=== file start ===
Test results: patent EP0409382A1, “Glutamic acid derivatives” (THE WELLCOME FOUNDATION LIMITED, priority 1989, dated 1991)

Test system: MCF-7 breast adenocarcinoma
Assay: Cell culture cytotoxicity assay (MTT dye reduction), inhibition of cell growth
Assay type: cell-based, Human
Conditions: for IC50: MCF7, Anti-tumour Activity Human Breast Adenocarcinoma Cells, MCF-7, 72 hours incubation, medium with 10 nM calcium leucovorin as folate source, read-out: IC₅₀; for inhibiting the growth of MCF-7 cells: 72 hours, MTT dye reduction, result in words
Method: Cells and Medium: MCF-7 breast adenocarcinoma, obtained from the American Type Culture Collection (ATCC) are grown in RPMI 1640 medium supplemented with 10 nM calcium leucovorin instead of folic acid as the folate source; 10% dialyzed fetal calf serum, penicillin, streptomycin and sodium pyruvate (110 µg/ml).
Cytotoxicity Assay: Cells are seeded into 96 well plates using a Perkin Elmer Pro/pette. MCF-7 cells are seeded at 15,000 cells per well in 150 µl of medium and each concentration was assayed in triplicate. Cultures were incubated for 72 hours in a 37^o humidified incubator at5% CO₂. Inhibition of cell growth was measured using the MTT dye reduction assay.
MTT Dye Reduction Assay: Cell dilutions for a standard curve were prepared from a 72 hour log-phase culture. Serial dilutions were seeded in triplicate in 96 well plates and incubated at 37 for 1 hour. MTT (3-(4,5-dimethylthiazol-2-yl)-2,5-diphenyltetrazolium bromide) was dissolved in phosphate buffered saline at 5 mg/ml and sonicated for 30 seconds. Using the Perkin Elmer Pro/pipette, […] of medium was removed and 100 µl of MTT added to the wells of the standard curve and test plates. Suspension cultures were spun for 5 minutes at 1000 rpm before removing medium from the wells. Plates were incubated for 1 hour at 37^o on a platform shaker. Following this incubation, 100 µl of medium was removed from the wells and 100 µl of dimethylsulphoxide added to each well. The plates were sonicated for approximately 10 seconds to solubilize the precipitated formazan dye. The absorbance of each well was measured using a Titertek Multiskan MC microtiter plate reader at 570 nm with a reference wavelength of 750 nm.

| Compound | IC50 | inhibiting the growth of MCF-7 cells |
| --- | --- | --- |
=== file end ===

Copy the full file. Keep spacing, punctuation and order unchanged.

Test results: patent EP0409382A1, “Glutamic acid derivatives” (THE WELLCOME FOUNDATION LIMITED, priority 1989, dated 1991)

Test system: MCF-7 breast adenocarcinoma
Assay: Cell culture cytotoxicity assay (MTT dye reduction), inhibition of cell growth
Assay type: cell-based, Human
Conditions: for IC50: MCF7, Anti-tumour Activity Human Breast Adenocarcinoma Cells, MCF-7, 72 hours incubation, medium with 10 nM calcium leucovorin as folate source, read-out: IC₅₀; for inhibiting the growth of MCF-7 cells: 72 hours, MTT dye reduction, result in words
Method: Cells and Medium: MCF-7 breast adenocarcinoma, obtained from the American Type Culture Collection (ATCC) are grown in RPMI 1640 medium supplemented with 10 nM calcium leucovorin instead of folic acid as the folate source; 10% dialyzed fetal calf serum, penicillin, streptomycin and sodium pyruvate (110 µg/ml).
Cytotoxicity Assay: Cells are seeded into 96 well plates using a Perkin Elmer Pro/pette. MCF-7 cells are seeded at 15,000 cells per well in 150 µl of medium and each concentration was assayed in triplicate. Cultures were incubated for 72 hours in a 37^o humidified incubator at5% CO₂. Inhibition of cell growth was measured using the MTT dye reduction assay.
MTT Dye Reduction Assay: Cell dilutions for a standard curve were prepared from a 72 hour log-phase culture. Serial dilutions were seeded in triplicate in 96 well plates and incubated at 37 for 1 hour. MTT (3-(4,5-dimethylthiazol-2-yl)-2,5-diphenyltetrazolium bromide) was dissolved in phosphate buffered saline at 5 mg/ml and sonicated for 30 seconds. Using the Perkin Elmer Pro/pipette, […] of medium was removed and 100 µl of MTT added to the wells of the standard curve and test plates. Suspension cultures were spun for 5 minutes at 1000 rpm before removing medium from the wells. Plates were incubated for 1 hour at 37^o on a platform shaker. Following this incubation, 100 µl of medium was removed from the wells and 100 µl of dimethylsulphoxide added to each well. The plates were sonicated for approximately 10 seconds to solubilize the precipitated formazan dye. The absorbance of each well was measured using a Titertek Multiskan MC microtiter plate reader at 570 nm with a reference wavelength of 750 nm.

| Compound | IC50 | inhibiting the growth of MCF-7 cells |
| --- | --- | --- |